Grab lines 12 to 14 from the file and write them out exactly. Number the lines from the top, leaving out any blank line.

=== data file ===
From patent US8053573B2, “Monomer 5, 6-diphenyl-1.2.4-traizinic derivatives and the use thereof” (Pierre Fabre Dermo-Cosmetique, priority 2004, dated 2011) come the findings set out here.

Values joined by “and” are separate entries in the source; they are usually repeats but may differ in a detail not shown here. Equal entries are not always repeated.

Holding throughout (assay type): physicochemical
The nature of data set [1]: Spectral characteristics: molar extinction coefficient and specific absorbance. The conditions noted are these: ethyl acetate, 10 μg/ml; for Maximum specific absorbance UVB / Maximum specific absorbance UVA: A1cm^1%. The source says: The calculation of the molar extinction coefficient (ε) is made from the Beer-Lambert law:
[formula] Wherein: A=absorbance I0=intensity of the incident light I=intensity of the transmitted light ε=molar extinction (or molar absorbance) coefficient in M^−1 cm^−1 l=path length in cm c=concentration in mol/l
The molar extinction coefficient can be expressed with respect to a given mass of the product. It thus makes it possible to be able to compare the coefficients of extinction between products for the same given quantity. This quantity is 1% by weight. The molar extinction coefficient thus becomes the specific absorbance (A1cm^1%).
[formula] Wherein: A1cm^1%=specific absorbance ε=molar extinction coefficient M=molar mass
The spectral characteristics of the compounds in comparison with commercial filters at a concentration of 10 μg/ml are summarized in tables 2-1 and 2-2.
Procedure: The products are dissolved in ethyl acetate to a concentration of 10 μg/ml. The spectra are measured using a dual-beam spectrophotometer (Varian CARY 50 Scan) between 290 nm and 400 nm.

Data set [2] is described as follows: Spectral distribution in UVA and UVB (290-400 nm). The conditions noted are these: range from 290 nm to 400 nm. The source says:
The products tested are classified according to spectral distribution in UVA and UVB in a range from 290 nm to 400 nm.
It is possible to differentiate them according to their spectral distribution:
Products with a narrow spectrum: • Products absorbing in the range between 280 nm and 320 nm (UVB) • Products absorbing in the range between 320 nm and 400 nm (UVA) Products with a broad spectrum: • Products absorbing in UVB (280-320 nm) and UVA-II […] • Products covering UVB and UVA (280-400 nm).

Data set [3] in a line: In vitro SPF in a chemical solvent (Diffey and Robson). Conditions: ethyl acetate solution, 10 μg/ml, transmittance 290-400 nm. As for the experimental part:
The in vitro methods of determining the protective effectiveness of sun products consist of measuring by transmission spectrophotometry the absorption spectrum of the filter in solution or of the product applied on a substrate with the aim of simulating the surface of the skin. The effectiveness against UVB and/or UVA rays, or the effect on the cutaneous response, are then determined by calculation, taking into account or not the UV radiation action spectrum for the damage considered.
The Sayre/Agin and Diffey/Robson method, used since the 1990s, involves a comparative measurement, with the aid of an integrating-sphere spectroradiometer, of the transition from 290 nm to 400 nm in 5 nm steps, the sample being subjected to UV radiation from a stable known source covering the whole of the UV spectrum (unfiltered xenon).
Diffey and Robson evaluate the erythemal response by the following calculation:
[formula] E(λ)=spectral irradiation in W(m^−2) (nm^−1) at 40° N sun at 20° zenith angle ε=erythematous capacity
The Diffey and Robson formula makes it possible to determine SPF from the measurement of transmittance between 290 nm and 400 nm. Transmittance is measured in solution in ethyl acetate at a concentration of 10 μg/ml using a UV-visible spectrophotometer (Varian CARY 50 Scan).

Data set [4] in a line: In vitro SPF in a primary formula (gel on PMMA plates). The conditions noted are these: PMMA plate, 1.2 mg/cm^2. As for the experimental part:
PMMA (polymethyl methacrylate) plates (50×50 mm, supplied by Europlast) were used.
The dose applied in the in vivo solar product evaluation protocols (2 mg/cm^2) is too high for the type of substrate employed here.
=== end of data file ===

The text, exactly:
It is possible to differentiate them according to their spectral distribution:
Products with a narrow spectrum: • Products absorbing in the range between 280 nm and 320 nm (UVB) • Products absorbing in the range between 320 nm and 400 nm (UVA) Products with a broad spectrum: • Products absorbing in UVB (280-320 nm) and UVA-II […] • Products covering UVB and UVA (280-400 nm).

Data set [3] in a line: In vitro SPF in a chemical solvent (Diffey and Robson). Conditions: ethyl acetate solution, 10 μg/ml, transmittance 290-400 nm. As for the experimental part: